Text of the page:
A Soothing Touch
 

When I enter H and S Massage, Laura Charlton’s warm eyes greet me at the top of the stairs. She shakes my hand and invites me into a comfortable, private room set with a massage table.

 

The former farm girl loves Elizabeth, and can’t wait to meet local clients. Her priority is always the person and giving them a unique experience. “I don’t do cookie cutter massages,” she says; “customized massage is standard, rather than an add-on.”

 

She provides home visits for disabled clients, or those who dislike or are allergic to aroma therapy. “It’s important you are comfortable in the environment,” Laura says.

Many reasons draw people to become massage therapists—for Laura, it was her dad. “My champion and hero was dying of a dreadful terminal illness called Amyotropic Lateral Sclerosis, ALS, or Lou Gerhig’s Disease. As a child, I wanted to help Dad any way I could.” After trying on various hats as a teacher, working with kids in juvenile corrections facilities, fire fighting, and EMT, she settled on massage therapy.

 

“I left the other professions behind because massage allows me to help people on a healing journey in ways nothing else could. Doctors used to spend a lot of time with a client; with current insurance standards, some are made to leave each client after only 8 minutes of interaction as reported by doctor and author Dean Ornish. That isn’t health care, its health scare and many of my clients resent it—including doctors. People who want more time and personal care are seeking massage therapy and our industry has grown by the hundreds of thousands since the early 1990s.”

When asked what she loves most about her profession, Laura flashes a broad smile. “Oh, everything! I love getting to meet someone new, share a healing art form with them and by the end we both feel better for it. I enjoy each client and their uniqueness. I love listening to the muscles through my head, hands and heart.”

 

Laura has been a massage therapist for 23 years. “I’ve seen good therapists come and go,” she says, “but I have heard none of them say they tired of helping people feel better. I get to witness results with range of motion. People enter sideways and leave happy. It’s good for both of us.”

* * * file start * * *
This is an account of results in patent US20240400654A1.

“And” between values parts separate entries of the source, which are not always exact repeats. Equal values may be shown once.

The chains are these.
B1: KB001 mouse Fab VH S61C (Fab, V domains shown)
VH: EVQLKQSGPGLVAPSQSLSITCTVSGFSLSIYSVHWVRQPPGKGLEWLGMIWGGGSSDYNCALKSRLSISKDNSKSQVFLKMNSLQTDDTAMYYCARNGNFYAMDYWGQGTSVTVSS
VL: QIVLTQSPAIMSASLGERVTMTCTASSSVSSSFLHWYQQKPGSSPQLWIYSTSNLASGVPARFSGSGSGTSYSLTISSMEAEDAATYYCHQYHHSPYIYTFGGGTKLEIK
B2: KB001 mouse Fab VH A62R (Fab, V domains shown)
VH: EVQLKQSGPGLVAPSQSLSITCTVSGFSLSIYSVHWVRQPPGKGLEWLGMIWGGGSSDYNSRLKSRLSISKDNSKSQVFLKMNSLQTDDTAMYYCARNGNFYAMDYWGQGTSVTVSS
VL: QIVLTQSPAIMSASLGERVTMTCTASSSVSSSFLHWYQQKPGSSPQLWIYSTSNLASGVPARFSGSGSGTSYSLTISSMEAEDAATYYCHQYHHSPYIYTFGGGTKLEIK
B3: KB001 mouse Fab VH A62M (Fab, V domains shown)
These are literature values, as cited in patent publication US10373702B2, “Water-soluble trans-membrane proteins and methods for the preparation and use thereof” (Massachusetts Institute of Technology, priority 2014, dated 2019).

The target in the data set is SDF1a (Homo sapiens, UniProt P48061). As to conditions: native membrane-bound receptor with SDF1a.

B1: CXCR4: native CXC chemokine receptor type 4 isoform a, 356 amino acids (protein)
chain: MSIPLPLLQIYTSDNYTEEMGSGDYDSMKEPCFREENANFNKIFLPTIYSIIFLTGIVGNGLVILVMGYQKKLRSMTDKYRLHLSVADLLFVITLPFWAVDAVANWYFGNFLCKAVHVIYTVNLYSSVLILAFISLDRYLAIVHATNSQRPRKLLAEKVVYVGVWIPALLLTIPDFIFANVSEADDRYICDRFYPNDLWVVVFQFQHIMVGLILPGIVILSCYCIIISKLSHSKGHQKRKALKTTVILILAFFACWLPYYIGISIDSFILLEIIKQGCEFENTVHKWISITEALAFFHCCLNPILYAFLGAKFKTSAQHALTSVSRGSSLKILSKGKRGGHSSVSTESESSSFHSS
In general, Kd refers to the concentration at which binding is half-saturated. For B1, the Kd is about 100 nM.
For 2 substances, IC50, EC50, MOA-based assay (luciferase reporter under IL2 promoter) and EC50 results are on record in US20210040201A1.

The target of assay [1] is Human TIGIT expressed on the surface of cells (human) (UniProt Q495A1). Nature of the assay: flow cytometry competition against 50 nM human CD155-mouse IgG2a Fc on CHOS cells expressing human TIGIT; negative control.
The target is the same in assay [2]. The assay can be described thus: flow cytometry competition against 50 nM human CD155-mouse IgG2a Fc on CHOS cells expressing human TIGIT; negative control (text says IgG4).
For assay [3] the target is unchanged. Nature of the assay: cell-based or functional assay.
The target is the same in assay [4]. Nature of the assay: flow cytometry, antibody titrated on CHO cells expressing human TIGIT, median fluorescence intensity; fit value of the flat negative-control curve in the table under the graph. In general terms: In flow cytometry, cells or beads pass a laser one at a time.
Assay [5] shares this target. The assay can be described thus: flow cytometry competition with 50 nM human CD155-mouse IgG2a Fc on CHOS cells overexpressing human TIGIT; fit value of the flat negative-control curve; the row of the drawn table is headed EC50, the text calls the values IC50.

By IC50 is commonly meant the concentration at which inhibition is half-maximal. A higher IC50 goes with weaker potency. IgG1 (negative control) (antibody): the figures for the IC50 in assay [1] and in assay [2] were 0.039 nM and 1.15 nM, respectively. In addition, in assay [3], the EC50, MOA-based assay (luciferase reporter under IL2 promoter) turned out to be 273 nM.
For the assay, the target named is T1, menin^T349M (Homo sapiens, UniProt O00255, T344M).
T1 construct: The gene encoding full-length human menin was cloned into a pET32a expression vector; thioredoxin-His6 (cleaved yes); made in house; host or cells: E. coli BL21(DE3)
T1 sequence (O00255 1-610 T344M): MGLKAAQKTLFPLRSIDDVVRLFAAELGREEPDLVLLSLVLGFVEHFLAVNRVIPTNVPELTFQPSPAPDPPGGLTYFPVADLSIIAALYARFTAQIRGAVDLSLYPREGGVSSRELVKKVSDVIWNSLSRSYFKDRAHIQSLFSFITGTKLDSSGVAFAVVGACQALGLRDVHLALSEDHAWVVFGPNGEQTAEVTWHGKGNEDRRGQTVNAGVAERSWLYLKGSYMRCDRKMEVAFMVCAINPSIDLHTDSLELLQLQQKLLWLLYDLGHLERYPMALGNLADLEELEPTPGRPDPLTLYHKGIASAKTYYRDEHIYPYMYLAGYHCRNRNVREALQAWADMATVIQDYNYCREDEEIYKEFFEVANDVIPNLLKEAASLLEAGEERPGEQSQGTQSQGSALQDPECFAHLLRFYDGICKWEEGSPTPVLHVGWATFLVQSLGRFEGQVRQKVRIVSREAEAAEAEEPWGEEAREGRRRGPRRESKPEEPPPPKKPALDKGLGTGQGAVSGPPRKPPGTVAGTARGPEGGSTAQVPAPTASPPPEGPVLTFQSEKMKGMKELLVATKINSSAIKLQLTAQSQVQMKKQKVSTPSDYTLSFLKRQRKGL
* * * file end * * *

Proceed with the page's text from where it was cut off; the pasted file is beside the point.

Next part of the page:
Since many people feel more comfortable knowing what to expect during a professional massage, I asked Laura about the process. New clients are invited into her office to talk about what they hope to experience during the massage (relaxation, a history of headaches to reduce or eliminate, back pain, etc). Laura asks about pressure tolerance. She then leaves the room to wash her hands, while the client undresses to their state of comfort, and wrap themselves in a soft sheet. Privacy and feeling safe are important. If desired, relaxing music is played throughout the session. Confidentiality is a priority.

 

I ask her what an interesting tidbit about the human body is. Her eyes twinkle. “The unbelievable neurological benefits of touch for the newborn baby and how very much positive comforting and nurturing touch enhance brain development, communication, fine motor and gross motor coordination. Touch also helps promote immune function, increases circulation and lymph flow.” She had the privilege of serving on the non-profit board of the International Association of Infant Massage. As Education Coordinator, her job was to hire leading experts on touch from around the globe to attend education conferences. Hearing the current research on the benefits of touch from the researchers was extraordinary! Laura says, “Everything they laid down, I picked up. My interest in touch expanded when I applied what I was learning to my own kids and see the results.”

 

Dr. Tiffany Field, Director of the Touch Research Institute, is often quoted saying the therapy of touch, specifically massage, benefits all diseases. The Touch Research Institute has studies on the benefits of massage and Autism, addiction, adrenal issues, behavioral issues, ambulatory issues, fear and anxiety, depression, pre-natal comfort and post-natal recovery; it helps with regulate insulin in diabetics, and helps with neuropathy. It also reduces inflammation.

Laura says, “Just this week I had a massage magazine arrive with an extensive article on the benefits of massage and Parkinson’s Disease and two days later had a client call seeking help with her Parkinson’s through massage therapy. Serendipitous! I am eager to get in and learn what we can do together to relieve this client’s symptoms.”

 

H and S is in the heart of Elizabeth, upstairs at 350 W. Kiowa Avenue. Laura also provides over-the-counter homeopathy that is “simple, amazing and couldn’t be easier to use. You can see me for customized personal homeopathic remedies only or add it on to your massage session to get the best of everything I offer. Homeopathic remedies are done in consensus with the client, explained and work best with ongoing considerations a client may have such a fear, anger, despondency, anxiety, over-care for others and even those who are over sensitive to the influence of others.”

   

Please reach out to Laura. She can help you on the road to muscle relaxation. She’s available by phone or e-mail, and has a great discount for new clients.